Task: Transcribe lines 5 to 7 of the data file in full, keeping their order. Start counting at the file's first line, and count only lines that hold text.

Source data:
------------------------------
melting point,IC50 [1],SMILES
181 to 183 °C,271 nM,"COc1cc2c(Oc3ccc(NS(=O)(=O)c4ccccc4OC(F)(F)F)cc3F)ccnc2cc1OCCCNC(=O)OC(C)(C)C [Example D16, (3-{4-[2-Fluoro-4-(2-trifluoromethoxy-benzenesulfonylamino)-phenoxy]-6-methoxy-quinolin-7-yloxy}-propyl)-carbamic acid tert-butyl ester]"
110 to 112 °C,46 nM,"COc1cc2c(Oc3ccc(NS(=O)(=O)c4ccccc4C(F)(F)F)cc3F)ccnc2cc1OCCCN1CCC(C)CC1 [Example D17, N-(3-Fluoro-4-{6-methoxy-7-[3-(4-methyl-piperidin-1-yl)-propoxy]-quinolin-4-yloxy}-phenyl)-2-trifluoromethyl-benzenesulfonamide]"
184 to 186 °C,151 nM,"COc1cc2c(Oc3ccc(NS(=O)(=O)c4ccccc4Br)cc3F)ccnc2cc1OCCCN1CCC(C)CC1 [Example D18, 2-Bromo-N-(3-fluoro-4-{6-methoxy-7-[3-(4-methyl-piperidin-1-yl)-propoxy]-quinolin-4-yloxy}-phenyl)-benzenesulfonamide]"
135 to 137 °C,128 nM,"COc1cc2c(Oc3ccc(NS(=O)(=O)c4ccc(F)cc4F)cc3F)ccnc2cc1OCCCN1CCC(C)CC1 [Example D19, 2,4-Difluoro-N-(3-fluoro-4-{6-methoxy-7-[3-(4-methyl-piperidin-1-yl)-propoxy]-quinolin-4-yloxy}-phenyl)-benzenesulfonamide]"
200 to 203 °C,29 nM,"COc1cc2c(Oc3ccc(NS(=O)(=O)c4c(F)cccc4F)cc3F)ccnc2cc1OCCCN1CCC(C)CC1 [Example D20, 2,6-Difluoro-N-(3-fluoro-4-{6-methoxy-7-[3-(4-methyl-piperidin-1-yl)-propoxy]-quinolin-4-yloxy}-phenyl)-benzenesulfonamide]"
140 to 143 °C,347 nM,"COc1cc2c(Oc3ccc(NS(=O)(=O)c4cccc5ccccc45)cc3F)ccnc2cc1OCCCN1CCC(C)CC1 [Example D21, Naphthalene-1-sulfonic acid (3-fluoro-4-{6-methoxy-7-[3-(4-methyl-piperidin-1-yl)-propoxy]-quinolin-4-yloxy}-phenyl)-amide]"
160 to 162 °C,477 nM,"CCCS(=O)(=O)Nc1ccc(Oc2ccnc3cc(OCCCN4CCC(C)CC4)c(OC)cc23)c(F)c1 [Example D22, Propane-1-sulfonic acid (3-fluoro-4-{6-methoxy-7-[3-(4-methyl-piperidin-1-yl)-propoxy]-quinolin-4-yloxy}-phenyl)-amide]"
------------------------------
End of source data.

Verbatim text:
135 to 137 °C,128 nM,"COc1cc2c(Oc3ccc(NS(=O)(=O)c4ccc(F)cc4F)cc3F)ccnc2cc1OCCCN1CCC(C)CC1 [Example D19, 2,4-Difluoro-N-(3-fluoro-4-{6-methoxy-7-[3-(4-methyl-piperidin-1-yl)-propoxy]-quinolin-4-yloxy}-phenyl)-benzenesulfonamide]"
200 to 203 °C,29 nM,"COc1cc2c(Oc3ccc(NS(=O)(=O)c4c(F)cccc4F)cc3F)ccnc2cc1OCCCN1CCC(C)CC1 [Example D20, 2,6-Difluoro-N-(3-fluoro-4-{6-methoxy-7-[3-(4-methyl-piperidin-1-yl)-propoxy]-quinolin-4-yloxy}-phenyl)-benzenesulfonamide]"
140 to 143 °C,347 nM,"COc1cc2c(Oc3ccc(NS(=O)(=O)c4cccc5ccccc45)cc3F)ccnc2cc1OCCCN1CCC(C)CC1 [Example D21, Naphthalene-1-sulfonic acid (3-fluoro-4-{6-methoxy-7-[3-(4-methyl-piperidin-1-yl)-propoxy]-quinolin-4-yloxy}-phenyl)-amide]"